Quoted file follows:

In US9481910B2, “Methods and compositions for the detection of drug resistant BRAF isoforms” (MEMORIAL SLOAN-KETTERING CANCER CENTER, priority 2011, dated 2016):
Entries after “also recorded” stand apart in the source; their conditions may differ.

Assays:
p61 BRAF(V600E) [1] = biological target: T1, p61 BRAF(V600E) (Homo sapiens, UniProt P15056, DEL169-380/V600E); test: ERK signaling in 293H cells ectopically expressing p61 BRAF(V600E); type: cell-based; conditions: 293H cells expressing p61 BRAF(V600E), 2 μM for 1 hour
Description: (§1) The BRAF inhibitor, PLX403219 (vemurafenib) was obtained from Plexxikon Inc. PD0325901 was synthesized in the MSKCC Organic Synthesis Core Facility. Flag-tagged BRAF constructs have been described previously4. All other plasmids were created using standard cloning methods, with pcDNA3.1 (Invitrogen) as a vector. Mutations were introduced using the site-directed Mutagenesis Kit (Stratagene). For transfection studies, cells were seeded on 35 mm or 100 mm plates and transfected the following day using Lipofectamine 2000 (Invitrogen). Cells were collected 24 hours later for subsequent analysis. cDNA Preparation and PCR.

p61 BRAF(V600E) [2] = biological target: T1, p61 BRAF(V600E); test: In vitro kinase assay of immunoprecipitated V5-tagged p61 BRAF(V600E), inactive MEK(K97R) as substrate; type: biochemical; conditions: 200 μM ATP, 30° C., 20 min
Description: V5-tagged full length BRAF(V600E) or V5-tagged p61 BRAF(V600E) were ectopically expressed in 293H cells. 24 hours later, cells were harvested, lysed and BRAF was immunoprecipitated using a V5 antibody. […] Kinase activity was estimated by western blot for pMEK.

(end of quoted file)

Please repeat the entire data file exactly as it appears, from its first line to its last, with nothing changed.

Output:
In US9481910B2, “Methods and compositions for the detection of drug resistant BRAF isoforms” (MEMORIAL SLOAN-KETTERING CANCER CENTER, priority 2011, dated 2016):
Entries after “also recorded” stand apart in the source; their conditions may differ.

Assays:
p61 BRAF(V600E) [1] = biological target: T1, p61 BRAF(V600E) (Homo sapiens, UniProt P15056, DEL169-380/V600E); test: ERK signaling in 293H cells ectopically expressing p61 BRAF(V600E); type: cell-based; conditions: 293H cells expressing p61 BRAF(V600E), 2 μM for 1 hour
Description: (§1) The BRAF inhibitor, PLX403219 (vemurafenib) was obtained from Plexxikon Inc. PD0325901 was synthesized in the MSKCC Organic Synthesis Core Facility. Flag-tagged BRAF constructs have been described previously4. All other plasmids were created using standard cloning methods, with pcDNA3.1 (Invitrogen) as a vector. Mutations were introduced using the site-directed Mutagenesis Kit (Stratagene). For transfection studies, cells were seeded on 35 mm or 100 mm plates and transfected the following day using Lipofectamine 2000 (Invitrogen). Cells were collected 24 hours later for subsequent analysis. cDNA Preparation and PCR.

p61 BRAF(V600E) [2] = biological target: T1, p61 BRAF(V600E); test: In vitro kinase assay of immunoprecipitated V5-tagged p61 BRAF(V600E), inactive MEK(K97R) as substrate; type: biochemical; conditions: 200 μM ATP, 30° C., 20 min
Description: V5-tagged full length BRAF(V600E) or V5-tagged p61 BRAF(V600E) were ectopically expressed in 293H cells. 24 hours later, cells were harvested, lysed and BRAF was immunoprecipitated using a V5 antibody. […] Kinase activity was estimated by western blot for pMEK.